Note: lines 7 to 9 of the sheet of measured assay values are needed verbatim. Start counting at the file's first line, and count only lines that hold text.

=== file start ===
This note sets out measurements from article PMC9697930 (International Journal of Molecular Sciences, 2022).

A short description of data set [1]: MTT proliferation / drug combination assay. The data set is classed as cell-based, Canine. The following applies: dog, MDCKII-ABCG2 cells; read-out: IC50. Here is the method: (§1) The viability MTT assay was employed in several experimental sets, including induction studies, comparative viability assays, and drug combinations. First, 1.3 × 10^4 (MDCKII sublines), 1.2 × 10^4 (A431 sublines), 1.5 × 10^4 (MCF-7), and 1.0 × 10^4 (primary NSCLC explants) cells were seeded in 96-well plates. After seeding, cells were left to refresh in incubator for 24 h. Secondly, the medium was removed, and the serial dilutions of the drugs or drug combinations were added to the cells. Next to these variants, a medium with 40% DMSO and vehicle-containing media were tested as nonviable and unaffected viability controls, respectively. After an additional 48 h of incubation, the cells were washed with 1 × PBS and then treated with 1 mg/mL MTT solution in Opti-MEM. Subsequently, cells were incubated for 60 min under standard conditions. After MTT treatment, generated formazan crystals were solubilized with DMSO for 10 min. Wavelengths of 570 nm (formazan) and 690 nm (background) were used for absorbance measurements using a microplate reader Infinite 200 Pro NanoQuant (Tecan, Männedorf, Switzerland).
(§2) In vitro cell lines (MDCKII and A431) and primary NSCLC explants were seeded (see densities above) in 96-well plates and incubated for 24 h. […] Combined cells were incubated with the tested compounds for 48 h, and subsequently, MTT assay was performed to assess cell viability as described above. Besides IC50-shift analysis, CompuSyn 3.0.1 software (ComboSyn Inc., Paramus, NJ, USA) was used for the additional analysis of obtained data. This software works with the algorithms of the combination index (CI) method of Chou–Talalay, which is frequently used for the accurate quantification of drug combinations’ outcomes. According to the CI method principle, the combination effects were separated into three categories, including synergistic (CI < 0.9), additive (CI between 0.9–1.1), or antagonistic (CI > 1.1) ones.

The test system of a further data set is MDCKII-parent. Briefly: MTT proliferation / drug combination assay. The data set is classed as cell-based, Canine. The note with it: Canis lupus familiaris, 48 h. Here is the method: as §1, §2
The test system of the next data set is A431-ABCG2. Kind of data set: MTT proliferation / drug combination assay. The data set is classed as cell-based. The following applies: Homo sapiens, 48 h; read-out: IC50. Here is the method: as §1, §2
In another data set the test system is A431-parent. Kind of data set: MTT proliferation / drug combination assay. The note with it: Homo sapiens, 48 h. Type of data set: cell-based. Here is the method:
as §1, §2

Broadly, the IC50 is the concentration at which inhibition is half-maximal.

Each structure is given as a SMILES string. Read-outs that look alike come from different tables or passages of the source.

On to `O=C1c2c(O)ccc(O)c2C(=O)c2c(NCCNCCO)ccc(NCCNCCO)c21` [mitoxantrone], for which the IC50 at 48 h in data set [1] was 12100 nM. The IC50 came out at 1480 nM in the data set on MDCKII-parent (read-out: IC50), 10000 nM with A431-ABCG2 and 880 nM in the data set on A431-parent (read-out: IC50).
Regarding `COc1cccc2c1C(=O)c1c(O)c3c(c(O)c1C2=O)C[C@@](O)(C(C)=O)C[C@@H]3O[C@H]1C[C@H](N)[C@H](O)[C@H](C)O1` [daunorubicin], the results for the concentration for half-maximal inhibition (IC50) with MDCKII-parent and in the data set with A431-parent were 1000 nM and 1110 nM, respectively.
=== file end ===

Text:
as §1, §2

Broadly, the IC50 is the concentration at which inhibition is half-maximal.

Each structure is given as a SMILES string. Read-outs that look alike come from different tables or passages of the source.